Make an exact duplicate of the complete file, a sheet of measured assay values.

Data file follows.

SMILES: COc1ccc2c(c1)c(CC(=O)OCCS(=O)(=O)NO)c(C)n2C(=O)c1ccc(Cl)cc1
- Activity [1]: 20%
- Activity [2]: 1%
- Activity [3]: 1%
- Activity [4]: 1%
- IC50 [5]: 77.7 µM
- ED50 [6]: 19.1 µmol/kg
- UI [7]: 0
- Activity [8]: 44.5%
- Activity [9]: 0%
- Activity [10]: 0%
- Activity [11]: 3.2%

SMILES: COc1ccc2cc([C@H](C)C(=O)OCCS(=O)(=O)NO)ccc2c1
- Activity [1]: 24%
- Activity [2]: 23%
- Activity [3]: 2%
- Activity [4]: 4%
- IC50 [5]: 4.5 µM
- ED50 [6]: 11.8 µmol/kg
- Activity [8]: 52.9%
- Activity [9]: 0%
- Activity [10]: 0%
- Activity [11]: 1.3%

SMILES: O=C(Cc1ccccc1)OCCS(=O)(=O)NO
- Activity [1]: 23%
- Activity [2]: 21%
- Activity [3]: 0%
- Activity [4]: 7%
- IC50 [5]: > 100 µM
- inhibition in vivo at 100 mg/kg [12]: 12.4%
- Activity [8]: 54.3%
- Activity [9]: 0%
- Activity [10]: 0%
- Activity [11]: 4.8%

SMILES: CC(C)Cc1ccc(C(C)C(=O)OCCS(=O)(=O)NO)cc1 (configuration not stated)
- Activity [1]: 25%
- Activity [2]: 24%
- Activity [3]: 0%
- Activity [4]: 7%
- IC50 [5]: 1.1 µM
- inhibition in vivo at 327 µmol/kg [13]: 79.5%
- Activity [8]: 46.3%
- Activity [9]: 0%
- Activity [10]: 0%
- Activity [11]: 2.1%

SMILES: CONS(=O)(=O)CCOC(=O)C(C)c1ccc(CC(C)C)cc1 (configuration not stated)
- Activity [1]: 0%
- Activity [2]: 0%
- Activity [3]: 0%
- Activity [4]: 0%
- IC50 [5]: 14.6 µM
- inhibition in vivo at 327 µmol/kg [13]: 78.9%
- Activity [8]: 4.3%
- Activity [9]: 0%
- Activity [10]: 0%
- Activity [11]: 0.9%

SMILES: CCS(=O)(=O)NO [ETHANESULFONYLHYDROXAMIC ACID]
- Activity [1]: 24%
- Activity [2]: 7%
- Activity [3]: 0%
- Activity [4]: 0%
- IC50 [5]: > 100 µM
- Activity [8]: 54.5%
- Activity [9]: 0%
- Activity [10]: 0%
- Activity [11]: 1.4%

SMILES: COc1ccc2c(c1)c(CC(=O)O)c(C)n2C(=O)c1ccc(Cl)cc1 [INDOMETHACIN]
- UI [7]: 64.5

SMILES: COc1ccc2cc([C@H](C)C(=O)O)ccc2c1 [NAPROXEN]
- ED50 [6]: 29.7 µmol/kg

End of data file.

SMILES: COc1ccc2c(c1)c(CC(=O)OCCS(=O)(=O)NO)c(C)n2C(=O)c1ccc(Cl)cc1
- Activity [1]: 20%
- Activity [2]: 1%
- Activity [3]: 1%
- Activity [4]: 1%
- IC50 [5]: 77.7 µM
- ED50 [6]: 19.1 µmol/kg
- UI [7]: 0
- Activity [8]: 44.5%
- Activity [9]: 0%
- Activity [10]: 0%
- Activity [11]: 3.2%

SMILES: COc1ccc2cc([C@H](C)C(=O)OCCS(=O)(=O)NO)ccc2c1
- Activity [1]: 24%
- Activity [2]: 23%
- Activity [3]: 2%
- Activity [4]: 4%
- IC50 [5]: 4.5 µM
- ED50 [6]: 11.8 µmol/kg
- Activity [8]: 52.9%
- Activity [9]: 0%
- Activity [10]: 0%
- Activity [11]: 1.3%

SMILES: O=C(Cc1ccccc1)OCCS(=O)(=O)NO
- Activity [1]: 23%
- Activity [2]: 21%
- Activity [3]: 0%
- Activity [4]: 7%
- IC50 [5]: > 100 µM
- inhibition in vivo at 100 mg/kg [12]: 12.4%
- Activity [8]: 54.3%
- Activity [9]: 0%
- Activity [10]: 0%
- Activity [11]: 4.8%

SMILES: CC(C)Cc1ccc(C(C)C(=O)OCCS(=O)(=O)NO)cc1 (configuration not stated)
- Activity [1]: 25%
- Activity [2]: 24%
- Activity [3]: 0%
- Activity [4]: 7%
- IC50 [5]: 1.1 µM
- inhibition in vivo at 327 µmol/kg [13]: 79.5%
- Activity [8]: 46.3%
- Activity [9]: 0%
- Activity [10]: 0%
- Activity [11]: 2.1%

SMILES: CONS(=O)(=O)CCOC(=O)C(C)c1ccc(CC(C)C)cc1 (configuration not stated)
- Activity [1]: 0%
- Activity [2]: 0%
- Activity [3]: 0%
- Activity [4]: 0%
- IC50 [5]: 14.6 µM
- inhibition in vivo at 327 µmol/kg [13]: 78.9%
- Activity [8]: 4.3%
- Activity [9]: 0%
- Activity [10]: 0%
- Activity [11]: 0.9%

SMILES: CCS(=O)(=O)NO [ETHANESULFONYLHYDROXAMIC ACID]
- Activity [1]: 24%
- Activity [2]: 7%
- Activity [3]: 0%
- Activity [4]: 0%
- IC50 [5]: > 100 µM
- Activity [8]: 54.5%
- Activity [9]: 0%
- Activity [10]: 0%
- Activity [11]: 1.4%

SMILES: COc1ccc2c(c1)c(CC(=O)O)c(C)n2C(=O)c1ccc(Cl)cc1 [INDOMETHACIN]
- UI [7]: 64.5

SMILES: COc1ccc2cc([C@H](C)C(=O)O)ccc2c1 [NAPROXEN]
- ED50 [6]: 29.7 µmol/kg